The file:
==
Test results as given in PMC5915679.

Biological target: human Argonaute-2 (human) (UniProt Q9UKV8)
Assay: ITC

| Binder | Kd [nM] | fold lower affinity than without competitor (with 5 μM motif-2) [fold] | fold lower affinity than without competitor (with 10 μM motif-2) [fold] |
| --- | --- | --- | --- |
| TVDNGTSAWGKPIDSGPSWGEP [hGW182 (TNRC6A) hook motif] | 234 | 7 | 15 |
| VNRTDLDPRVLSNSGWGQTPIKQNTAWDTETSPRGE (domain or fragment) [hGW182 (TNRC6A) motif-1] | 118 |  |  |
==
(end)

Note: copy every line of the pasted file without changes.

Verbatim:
Test results as given in PMC5915679.

Biological target: human Argonaute-2 (human) (UniProt Q9UKV8)
Assay: ITC

| Binder | Kd [nM] | fold lower affinity than without competitor (with 5 μM motif-2) [fold] | fold lower affinity than without competitor (with 10 μM motif-2) [fold] |
| --- | --- | --- | --- |
| TVDNGTSAWGKPIDSGPSWGEP [hGW182 (TNRC6A) hook motif] | 234 | 7 | 15 |
| VNRTDLDPRVLSNSGWGQTPIKQNTAWDTETSPRGE (domain or fragment) [hGW182 (TNRC6A) motif-1] | 118 |  |  |